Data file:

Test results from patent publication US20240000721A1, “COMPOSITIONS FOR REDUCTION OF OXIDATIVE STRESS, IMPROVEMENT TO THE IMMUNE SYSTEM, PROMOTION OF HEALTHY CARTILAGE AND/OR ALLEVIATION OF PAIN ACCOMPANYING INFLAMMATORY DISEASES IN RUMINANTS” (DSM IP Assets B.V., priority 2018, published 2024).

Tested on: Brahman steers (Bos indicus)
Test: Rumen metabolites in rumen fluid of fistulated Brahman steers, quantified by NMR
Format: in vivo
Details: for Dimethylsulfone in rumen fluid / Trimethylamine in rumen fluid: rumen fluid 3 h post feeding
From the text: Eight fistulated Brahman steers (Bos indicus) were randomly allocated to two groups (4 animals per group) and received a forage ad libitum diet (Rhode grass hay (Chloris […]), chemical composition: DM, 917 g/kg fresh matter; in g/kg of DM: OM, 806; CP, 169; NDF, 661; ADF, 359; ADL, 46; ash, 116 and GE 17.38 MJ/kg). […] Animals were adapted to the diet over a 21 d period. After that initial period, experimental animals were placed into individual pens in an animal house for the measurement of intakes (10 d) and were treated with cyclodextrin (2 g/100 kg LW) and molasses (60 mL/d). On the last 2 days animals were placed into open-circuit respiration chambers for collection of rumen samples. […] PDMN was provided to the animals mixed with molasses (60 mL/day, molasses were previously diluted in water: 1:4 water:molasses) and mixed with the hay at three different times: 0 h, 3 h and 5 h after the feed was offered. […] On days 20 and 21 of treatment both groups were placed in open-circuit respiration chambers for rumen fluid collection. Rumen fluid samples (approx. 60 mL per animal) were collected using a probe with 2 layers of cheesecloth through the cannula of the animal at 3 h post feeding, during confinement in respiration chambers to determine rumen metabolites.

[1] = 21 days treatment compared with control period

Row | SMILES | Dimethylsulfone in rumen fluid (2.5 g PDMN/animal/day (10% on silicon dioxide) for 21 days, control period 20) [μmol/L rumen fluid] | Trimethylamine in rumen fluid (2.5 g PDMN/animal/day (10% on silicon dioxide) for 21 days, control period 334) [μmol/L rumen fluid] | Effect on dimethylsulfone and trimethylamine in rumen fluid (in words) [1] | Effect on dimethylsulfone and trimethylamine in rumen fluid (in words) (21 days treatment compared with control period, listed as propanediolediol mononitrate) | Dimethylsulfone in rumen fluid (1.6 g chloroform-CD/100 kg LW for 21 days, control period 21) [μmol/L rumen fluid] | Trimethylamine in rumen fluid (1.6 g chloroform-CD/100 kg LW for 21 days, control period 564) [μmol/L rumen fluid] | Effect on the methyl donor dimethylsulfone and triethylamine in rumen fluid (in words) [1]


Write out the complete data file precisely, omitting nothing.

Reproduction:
Test results from patent publication US20240000721A1, “COMPOSITIONS FOR REDUCTION OF OXIDATIVE STRESS, IMPROVEMENT TO THE IMMUNE SYSTEM, PROMOTION OF HEALTHY CARTILAGE AND/OR ALLEVIATION OF PAIN ACCOMPANYING INFLAMMATORY DISEASES IN RUMINANTS” (DSM IP Assets B.V., priority 2018, published 2024).

Tested on: Brahman steers (Bos indicus)
Test: Rumen metabolites in rumen fluid of fistulated Brahman steers, quantified by NMR
Format: in vivo
Details: for Dimethylsulfone in rumen fluid / Trimethylamine in rumen fluid: rumen fluid 3 h post feeding
From the text: Eight fistulated Brahman steers (Bos indicus) were randomly allocated to two groups (4 animals per group) and received a forage ad libitum diet (Rhode grass hay (Chloris […]), chemical composition: DM, 917 g/kg fresh matter; in g/kg of DM: OM, 806; CP, 169; NDF, 661; ADF, 359; ADL, 46; ash, 116 and GE 17.38 MJ/kg). […] Animals were adapted to the diet over a 21 d period. After that initial period, experimental animals were placed into individual pens in an animal house for the measurement of intakes (10 d) and were treated with cyclodextrin (2 g/100 kg LW) and molasses (60 mL/d). On the last 2 days animals were placed into open-circuit respiration chambers for collection of rumen samples. […] PDMN was provided to the animals mixed with molasses (60 mL/day, molasses were previously diluted in water: 1:4 water:molasses) and mixed with the hay at three different times: 0 h, 3 h and 5 h after the feed was offered. […] On days 20 and 21 of treatment both groups were placed in open-circuit respiration chambers for rumen fluid collection. Rumen fluid samples (approx. 60 mL per animal) were collected using a probe with 2 layers of cheesecloth through the cannula of the animal at 3 h post feeding, during confinement in respiration chambers to determine rumen metabolites.

[1] = 21 days treatment compared with control period

Row | SMILES | Dimethylsulfone in rumen fluid (2.5 g PDMN/animal/day (10% on silicon dioxide) for 21 days, control period 20) [μmol/L rumen fluid] | Trimethylamine in rumen fluid (2.5 g PDMN/animal/day (10% on silicon dioxide) for 21 days, control period 334) [μmol/L rumen fluid] | Effect on dimethylsulfone and trimethylamine in rumen fluid (in words) [1] | Effect on dimethylsulfone and trimethylamine in rumen fluid (in words) (21 days treatment compared with control period, listed as propanediolediol mononitrate) | Dimethylsulfone in rumen fluid (1.6 g chloroform-CD/100 kg LW for 21 days, control period 21) [μmol/L rumen fluid] | Trimethylamine in rumen fluid (1.6 g chloroform-CD/100 kg LW for 21 days, control period 564) [μmol/L rumen fluid] | Effect on the methyl donor dimethylsulfone and triethylamine in rumen fluid (in words) [1]